There are aesthetic, religious, and social reasons for scarification. For example, scarification has been widely used by many West African tribes to mark milestone stages in both men and women’s lives, such as puberty and marriage. It is also used to transmit complex messages about identity; such permanent body markings may emphasize fixed social, political, and religious roles.
Scarring on the abdomen of women in many tribes is used to denote a willingness to be a mother. Her ability to tolerate the pain of scarring was an indication of her emotional maturity and readiness to bear children.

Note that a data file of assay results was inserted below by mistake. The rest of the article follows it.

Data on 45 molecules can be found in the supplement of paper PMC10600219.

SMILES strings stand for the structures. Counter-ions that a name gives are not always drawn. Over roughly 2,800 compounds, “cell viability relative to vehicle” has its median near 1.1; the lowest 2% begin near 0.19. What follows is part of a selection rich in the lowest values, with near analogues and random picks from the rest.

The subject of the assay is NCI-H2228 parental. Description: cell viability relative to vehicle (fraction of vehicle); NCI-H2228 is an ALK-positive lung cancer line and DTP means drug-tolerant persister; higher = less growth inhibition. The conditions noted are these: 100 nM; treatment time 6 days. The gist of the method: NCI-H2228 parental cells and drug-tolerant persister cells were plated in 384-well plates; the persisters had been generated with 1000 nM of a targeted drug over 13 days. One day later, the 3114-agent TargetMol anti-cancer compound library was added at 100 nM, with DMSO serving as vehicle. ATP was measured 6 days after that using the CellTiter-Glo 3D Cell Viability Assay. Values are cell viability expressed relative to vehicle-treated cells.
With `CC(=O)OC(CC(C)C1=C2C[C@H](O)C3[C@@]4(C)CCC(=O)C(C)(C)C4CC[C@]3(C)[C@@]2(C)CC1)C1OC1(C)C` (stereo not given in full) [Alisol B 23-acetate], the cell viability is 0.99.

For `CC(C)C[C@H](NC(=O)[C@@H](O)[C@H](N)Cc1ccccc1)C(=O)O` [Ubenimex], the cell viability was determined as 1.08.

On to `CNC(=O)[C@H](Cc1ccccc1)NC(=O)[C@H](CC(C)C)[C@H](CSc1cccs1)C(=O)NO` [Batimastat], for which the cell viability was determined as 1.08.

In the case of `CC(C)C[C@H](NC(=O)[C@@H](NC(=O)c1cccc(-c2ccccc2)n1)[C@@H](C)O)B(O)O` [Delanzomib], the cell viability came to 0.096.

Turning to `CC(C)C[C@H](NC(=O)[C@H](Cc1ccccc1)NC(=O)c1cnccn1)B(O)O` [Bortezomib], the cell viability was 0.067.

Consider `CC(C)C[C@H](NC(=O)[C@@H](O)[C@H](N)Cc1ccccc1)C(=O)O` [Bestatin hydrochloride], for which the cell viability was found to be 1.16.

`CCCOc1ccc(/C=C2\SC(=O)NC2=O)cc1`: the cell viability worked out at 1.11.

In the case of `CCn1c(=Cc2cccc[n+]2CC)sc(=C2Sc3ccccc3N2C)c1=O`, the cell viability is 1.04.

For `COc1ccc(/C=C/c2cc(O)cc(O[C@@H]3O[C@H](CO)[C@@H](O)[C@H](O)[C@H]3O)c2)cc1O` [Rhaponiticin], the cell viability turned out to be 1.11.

Some groups in Northern Ghana like the Dagomba use scarification to treat certain ailments such as convulsions, measles, pneumonia, stomach pains, and so on. It is believed that these sicknesses originate in the blood, so the skin is cut by a traditional healer and powder or potion is then applied to the wound so that it may travel directly to the bloodstream.
Most people in certain regions of Africa who have “markings” can be identified as belonging to a specific tribe or ethnic group. Some of the tribes in Northern Ghana who use the markings are the Gonjas, Nanumbas, Dagombas, Frafras and Mamprusis.
Photos courtesy of Gallery Ezakwantu